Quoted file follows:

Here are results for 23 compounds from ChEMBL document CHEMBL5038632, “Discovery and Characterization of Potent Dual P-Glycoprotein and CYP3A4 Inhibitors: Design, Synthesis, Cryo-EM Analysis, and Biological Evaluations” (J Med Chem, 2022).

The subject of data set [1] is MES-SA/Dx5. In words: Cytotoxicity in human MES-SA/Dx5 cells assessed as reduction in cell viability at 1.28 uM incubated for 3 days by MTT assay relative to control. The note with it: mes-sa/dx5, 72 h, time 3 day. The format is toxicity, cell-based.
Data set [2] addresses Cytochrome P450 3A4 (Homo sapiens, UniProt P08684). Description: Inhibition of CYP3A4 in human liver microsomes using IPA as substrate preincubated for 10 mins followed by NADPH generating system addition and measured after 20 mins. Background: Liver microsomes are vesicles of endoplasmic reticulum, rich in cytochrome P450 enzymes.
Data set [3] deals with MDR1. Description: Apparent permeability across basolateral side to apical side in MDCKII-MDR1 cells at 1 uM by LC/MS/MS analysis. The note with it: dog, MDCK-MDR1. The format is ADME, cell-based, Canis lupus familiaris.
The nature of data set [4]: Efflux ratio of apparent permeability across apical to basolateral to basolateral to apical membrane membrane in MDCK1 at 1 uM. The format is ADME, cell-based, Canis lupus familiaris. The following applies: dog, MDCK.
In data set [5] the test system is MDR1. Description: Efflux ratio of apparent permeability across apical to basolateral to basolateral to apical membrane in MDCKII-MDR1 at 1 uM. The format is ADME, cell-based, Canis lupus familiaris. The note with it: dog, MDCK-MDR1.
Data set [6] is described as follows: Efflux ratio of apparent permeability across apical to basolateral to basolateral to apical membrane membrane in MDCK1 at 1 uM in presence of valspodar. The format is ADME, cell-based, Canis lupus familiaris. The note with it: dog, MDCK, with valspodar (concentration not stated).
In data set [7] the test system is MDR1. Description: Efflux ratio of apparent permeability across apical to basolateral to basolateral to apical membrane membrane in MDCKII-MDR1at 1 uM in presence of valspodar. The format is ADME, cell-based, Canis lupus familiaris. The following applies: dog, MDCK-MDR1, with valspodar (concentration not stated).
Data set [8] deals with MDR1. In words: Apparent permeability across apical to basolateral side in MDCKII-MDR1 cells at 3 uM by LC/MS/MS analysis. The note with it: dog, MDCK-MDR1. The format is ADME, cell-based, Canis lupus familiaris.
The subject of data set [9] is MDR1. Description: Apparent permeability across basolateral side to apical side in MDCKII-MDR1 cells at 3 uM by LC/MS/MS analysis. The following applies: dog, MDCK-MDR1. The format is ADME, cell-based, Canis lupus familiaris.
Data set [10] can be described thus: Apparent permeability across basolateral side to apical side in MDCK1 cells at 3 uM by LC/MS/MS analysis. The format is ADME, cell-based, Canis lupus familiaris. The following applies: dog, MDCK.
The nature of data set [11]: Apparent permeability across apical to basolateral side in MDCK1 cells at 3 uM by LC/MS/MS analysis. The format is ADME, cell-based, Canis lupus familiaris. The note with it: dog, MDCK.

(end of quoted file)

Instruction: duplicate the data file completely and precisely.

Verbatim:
Here are results for 23 compounds from ChEMBL document CHEMBL5038632, “Discovery and Characterization of Potent Dual P-Glycoprotein and CYP3A4 Inhibitors: Design, Synthesis, Cryo-EM Analysis, and Biological Evaluations” (J Med Chem, 2022).

The subject of data set [1] is MES-SA/Dx5. In words: Cytotoxicity in human MES-SA/Dx5 cells assessed as reduction in cell viability at 1.28 uM incubated for 3 days by MTT assay relative to control. The note with it: mes-sa/dx5, 72 h, time 3 day. The format is toxicity, cell-based.
Data set [2] addresses Cytochrome P450 3A4 (Homo sapiens, UniProt P08684). Description: Inhibition of CYP3A4 in human liver microsomes using IPA as substrate preincubated for 10 mins followed by NADPH generating system addition and measured after 20 mins. Background: Liver microsomes are vesicles of endoplasmic reticulum, rich in cytochrome P450 enzymes.
Data set [3] deals with MDR1. Description: Apparent permeability across basolateral side to apical side in MDCKII-MDR1 cells at 1 uM by LC/MS/MS analysis. The note with it: dog, MDCK-MDR1. The format is ADME, cell-based, Canis lupus familiaris.
The nature of data set [4]: Efflux ratio of apparent permeability across apical to basolateral to basolateral to apical membrane membrane in MDCK1 at 1 uM. The format is ADME, cell-based, Canis lupus familiaris. The following applies: dog, MDCK.
In data set [5] the test system is MDR1. Description: Efflux ratio of apparent permeability across apical to basolateral to basolateral to apical membrane in MDCKII-MDR1 at 1 uM. The format is ADME, cell-based, Canis lupus familiaris. The note with it: dog, MDCK-MDR1.
Data set [6] is described as follows: Efflux ratio of apparent permeability across apical to basolateral to basolateral to apical membrane membrane in MDCK1 at 1 uM in presence of valspodar. The format is ADME, cell-based, Canis lupus familiaris. The note with it: dog, MDCK, with valspodar (concentration not stated).
In data set [7] the test system is MDR1. Description: Efflux ratio of apparent permeability across apical to basolateral to basolateral to apical membrane membrane in MDCKII-MDR1at 1 uM in presence of valspodar. The format is ADME, cell-based, Canis lupus familiaris. The following applies: dog, MDCK-MDR1, with valspodar (concentration not stated).
Data set [8] deals with MDR1. In words: Apparent permeability across apical to basolateral side in MDCKII-MDR1 cells at 3 uM by LC/MS/MS analysis. The note with it: dog, MDCK-MDR1. The format is ADME, cell-based, Canis lupus familiaris.
The subject of data set [9] is MDR1. Description: Apparent permeability across basolateral side to apical side in MDCKII-MDR1 cells at 3 uM by LC/MS/MS analysis. The following applies: dog, MDCK-MDR1. The format is ADME, cell-based, Canis lupus familiaris.
Data set [10] can be described thus: Apparent permeability across basolateral side to apical side in MDCK1 cells at 3 uM by LC/MS/MS analysis. The format is ADME, cell-based, Canis lupus familiaris. The following applies: dog, MDCK.
The nature of data set [11]: Apparent permeability across apical to basolateral side in MDCK1 cells at 3 uM by LC/MS/MS analysis. The format is ADME, cell-based, Canis lupus familiaris. The note with it: dog, MDCK.